Loes (Gunnewijk) and Jessie (MacLean) would look after the front in the first 50km; I would then start to become more active in the middle; Shara (Gillow) would drive it into the last few climbs; and Spratty (Amanda Spratt) would look after Emma for as long as possible at the end.
Rain clouds threatened but fortunately they were bluffing and we started the day in just summer kit and arm warmers that were quickly discarded. I was lucky to be asked again to start on the front line with the other national and World Cup jersey wearers, like I had the year before. I made sure to really soak up the atmosphere this time around.
The first 40km before the climbs began were hectic. Belgian racing is usually a fight but today was a war. There were girls pushing into non-existent gaps and consequently there were many unnecessary crashes.
By about 10km or so I found myself following the wheel of an Ale Cipollini rider who was surging and when I looked behind I realised we had a gap. I sat on for a few minutes, waiting for the bunch to pull us back but the gap only grew bigger. I started to pull some soft turns, deciding that conserving energy in a breakaway was better than spending energy in the bunch fighting for position.
To my relief, about 5km later we were reeled back in but by this stage we had lost Amanda Spratt to a crash. Her important role was now given to me, the instructions communicated to me via the radio in my ear [ed. race radios are only allowed in World Cup races for women]. I had to throw all my doubts out the window to be as useful to Emma near the end of the race as I could be.
I remained in and near the front of the race fairly comfortably for the first 100km, attentive to the other teams and staying near Emma so she could give me any orders. I felt decent on the short steep climbs and really good on the flat cobbled sections. The Dutch team Rabobank were really the only ones trying to form a breakaway, but were unsuccessful with most of the bunch trying to stay conservative.
Amanda Spratt crashed out of the race, breaking her collarbone.
The bunch broke up over each difficult section and swelled again before the next. I was caught out of position coming into the Kanarieberg and the pace increased considerably. I made sure to ride smart and get in the wheels of the second main group forming over the crest and not panic that I’d missed the front. Thankfully it came back within a few kilometers but I could tell my legs were finally hurting.
The next climb was the Kruisberg, but to my surprise it was the cobbled street parallel to the main road that I thought we were riding. My legs started to scream when we hit the rough steep climb and I found myself in the second group once again.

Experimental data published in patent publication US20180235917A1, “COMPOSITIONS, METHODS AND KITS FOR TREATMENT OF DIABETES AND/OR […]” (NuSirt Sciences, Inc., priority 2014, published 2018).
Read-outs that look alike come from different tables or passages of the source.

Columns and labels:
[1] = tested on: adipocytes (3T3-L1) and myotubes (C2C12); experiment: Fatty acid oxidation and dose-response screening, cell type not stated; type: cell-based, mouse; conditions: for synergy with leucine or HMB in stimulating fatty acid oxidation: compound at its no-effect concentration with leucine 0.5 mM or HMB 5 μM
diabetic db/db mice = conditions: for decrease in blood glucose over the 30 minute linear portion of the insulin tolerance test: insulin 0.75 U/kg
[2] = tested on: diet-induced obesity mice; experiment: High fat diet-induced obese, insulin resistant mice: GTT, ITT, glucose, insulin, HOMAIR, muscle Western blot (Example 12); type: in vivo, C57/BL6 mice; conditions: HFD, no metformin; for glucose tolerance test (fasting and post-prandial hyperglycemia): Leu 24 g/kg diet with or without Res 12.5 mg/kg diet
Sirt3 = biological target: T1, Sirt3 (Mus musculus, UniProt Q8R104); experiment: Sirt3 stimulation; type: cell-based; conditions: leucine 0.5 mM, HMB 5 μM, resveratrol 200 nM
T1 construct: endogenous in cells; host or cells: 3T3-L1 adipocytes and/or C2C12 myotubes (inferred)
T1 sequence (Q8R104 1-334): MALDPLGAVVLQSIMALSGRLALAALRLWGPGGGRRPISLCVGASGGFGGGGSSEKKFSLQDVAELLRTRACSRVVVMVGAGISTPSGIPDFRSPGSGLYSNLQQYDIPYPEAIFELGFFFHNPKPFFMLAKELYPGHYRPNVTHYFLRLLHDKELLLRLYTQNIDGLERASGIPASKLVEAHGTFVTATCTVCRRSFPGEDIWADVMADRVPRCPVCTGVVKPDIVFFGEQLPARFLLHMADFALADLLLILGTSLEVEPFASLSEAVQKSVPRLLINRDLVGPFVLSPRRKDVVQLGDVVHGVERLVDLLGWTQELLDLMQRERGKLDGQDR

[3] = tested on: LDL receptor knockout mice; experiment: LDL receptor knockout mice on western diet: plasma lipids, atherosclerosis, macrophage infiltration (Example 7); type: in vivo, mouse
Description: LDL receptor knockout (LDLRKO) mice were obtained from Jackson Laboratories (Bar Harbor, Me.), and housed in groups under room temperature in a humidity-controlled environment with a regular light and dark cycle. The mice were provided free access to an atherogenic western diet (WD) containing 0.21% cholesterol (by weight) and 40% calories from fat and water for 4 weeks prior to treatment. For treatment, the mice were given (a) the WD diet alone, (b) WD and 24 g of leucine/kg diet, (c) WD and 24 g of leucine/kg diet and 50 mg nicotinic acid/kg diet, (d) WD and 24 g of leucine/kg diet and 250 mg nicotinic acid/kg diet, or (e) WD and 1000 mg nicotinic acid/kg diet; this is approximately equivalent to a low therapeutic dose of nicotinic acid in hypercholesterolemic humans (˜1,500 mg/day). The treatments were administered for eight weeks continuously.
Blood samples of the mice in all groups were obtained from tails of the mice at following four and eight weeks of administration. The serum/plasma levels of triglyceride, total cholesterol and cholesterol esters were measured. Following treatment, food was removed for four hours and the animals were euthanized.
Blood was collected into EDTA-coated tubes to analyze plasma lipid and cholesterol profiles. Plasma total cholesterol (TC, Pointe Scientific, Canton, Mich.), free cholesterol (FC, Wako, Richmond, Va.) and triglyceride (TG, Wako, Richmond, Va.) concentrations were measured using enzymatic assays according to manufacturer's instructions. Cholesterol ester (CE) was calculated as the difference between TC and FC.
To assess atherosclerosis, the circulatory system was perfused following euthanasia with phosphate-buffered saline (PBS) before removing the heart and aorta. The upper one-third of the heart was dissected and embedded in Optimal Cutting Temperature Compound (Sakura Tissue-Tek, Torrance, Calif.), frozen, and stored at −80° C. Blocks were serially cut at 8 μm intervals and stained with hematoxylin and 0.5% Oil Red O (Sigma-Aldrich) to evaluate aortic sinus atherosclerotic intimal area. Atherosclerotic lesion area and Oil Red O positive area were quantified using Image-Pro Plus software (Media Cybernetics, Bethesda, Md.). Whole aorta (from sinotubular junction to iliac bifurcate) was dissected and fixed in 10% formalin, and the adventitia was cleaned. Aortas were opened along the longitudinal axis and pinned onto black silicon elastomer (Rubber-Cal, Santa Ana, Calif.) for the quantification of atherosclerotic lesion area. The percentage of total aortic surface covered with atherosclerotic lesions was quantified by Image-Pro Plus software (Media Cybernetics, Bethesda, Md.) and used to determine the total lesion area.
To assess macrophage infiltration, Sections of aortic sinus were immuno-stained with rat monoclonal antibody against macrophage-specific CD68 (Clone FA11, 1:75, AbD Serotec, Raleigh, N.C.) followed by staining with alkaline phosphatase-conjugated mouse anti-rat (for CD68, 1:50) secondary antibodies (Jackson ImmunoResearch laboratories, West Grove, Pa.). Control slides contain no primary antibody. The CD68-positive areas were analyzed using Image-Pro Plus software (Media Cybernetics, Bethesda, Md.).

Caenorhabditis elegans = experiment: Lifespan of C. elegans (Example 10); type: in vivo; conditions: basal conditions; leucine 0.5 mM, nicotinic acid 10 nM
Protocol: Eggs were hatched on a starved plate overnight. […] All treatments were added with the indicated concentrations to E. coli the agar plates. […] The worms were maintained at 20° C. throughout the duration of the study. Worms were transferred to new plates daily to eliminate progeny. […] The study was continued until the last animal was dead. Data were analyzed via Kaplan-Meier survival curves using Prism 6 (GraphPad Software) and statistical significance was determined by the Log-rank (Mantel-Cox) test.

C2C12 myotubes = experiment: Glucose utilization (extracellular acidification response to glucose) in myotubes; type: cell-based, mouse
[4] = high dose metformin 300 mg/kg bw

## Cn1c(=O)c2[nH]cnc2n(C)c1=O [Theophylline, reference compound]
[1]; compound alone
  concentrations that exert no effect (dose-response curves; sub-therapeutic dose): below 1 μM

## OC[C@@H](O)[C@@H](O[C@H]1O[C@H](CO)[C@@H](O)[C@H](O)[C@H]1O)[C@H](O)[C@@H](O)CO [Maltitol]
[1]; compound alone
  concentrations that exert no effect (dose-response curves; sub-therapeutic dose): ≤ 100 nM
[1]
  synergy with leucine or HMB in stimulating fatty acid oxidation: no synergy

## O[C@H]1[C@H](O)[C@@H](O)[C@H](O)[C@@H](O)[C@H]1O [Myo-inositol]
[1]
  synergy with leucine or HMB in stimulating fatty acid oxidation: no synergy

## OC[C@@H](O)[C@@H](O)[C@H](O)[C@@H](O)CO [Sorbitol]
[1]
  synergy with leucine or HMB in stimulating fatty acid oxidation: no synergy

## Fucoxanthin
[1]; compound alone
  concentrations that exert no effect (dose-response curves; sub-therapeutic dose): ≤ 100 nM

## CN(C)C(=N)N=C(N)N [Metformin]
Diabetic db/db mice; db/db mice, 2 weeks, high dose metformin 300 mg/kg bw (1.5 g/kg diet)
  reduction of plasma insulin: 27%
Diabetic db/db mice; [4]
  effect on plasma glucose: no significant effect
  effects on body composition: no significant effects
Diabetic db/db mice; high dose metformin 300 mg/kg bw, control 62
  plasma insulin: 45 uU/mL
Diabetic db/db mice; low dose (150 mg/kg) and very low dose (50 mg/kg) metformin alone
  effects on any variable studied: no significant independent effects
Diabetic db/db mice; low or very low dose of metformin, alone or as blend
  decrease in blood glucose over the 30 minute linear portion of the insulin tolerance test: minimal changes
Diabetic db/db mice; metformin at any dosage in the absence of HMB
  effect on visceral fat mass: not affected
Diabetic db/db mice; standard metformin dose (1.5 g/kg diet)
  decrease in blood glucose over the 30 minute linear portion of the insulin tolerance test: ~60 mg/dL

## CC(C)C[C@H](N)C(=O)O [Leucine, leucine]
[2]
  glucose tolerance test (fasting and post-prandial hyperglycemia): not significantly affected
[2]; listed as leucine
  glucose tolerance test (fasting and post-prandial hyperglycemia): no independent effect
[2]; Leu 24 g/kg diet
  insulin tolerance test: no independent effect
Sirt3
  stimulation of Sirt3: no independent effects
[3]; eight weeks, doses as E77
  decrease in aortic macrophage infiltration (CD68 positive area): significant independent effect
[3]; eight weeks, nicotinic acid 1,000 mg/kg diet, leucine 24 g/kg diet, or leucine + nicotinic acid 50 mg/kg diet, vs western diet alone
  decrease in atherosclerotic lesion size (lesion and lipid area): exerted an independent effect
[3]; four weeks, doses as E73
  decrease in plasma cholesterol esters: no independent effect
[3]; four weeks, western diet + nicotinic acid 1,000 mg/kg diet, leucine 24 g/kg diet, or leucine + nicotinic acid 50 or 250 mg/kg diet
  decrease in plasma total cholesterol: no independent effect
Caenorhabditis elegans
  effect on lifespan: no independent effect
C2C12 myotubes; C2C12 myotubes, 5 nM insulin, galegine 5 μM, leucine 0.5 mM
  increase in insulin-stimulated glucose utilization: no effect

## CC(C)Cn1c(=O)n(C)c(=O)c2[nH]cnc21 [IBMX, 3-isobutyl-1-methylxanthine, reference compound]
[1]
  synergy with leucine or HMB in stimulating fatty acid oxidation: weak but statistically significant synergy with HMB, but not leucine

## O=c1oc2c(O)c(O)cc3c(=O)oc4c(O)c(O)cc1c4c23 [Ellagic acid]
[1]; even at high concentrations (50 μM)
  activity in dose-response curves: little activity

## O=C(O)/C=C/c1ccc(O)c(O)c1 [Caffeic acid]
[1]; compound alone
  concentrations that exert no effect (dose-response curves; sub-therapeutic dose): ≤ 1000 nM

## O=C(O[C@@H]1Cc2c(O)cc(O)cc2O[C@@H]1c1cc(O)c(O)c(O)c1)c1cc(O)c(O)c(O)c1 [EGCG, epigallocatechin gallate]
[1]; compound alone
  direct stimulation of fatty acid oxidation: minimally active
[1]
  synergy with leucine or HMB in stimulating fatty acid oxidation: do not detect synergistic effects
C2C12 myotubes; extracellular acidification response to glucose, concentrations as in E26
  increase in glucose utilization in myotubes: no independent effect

Shara was with me and we sat in and hoped it would come back. It did, and as soon as we reached the group we both went straight to the front. We went into TTT mode to try and bring race leader Ellen van Dijk back heading into the famed and feared Oude Kwaremont [ed. Ellen van Dijk (Boels-Dolmans) had attacked solo with 27km left in the race, just before the Kruisberg.] We wanted to give Emma the best chance of victory.
Shara and I both knew we were doing what is called the “suicide pull”. We swapped off as fast as we could with tired legs and then when the road tilted upwards again towards the tunnel of screaming fans, the lights went out. I dropped off the back as the cobbles began and watch the front 35 riders grind away.
Roxane Knetemann (Rabobank-Liv) attempts to breakaway with Orica-AIS’s Shara Gillow.
Although it was the very point of the race I had been training for to get through, I was more happy than disappointed because I knew I had given all I could manage to our team leader Emma. I was only frustrated for her to be on her own against teams with better numbers.
I rode solo up the Oude Kwaremont between the first and second group, and received the most amazing cheering. I looked up from the jagged biting road and took in as much of the atmosphere as I could enjoy through my pain. There were plenty of “Go Aussie!” cheers, and even a few yells of my own name. I couldn’t help but turn my grimace into a grin. I threw a bidon into the throng of revelers just to see their excited faces.
Up the road, the crème of women’s cycling were battling it to the very end. Aussie and ex-team mate Tiff Cromwell put in a brave attack near the end but it wasn’t to be. No-one could catch the current time-trial world champion van Dijk as she soloed to victory. Emma dragged van Dijk’s team mate and current World Cup leader Armitstead to the finish and spent every last cent to finish third overall.
I rolled into the finish with the main bunch that had regrouped in the last 10km. They sprinted for pride and UCI points, but I was happy to be so spent that I didn’t want to bother! Seven hours later as I am writing this blog, my legs are still aching.
Overall as a team we are happy with the day and how we executed our plan, but when you race to win it can be a little disappointing when it doesn’t happen. Credit goes to Emma — she always thanks us after a hard day regardless of what the result was. She is a great winner and definitely not a sore loser.
Personally I was happy with my day. I came into the race with little confidence and I felt a lot better than I had hoped. My result was similar to last year but I feel like I had a bigger impact on the race today and that I rode some sections much better.
I have two days to recover now before heading up to Holland to begin the five-day Energiewacht Tour on Wednesday. Now with a bit more confidence in my form and mentality I am really looking forward to pinning on the numbers again!
Thank you for following and supporting women’s cycling.
Follow the link for full results from the 2014 women’s Tour of Flanders. Check out Chloe Hosking’s report from the first race of the World Cup, the Ronde van Drenthe here. Check out Tiffany Cromwell’s report from round two of the World Cup, the Trofeo Alfredo Binda here.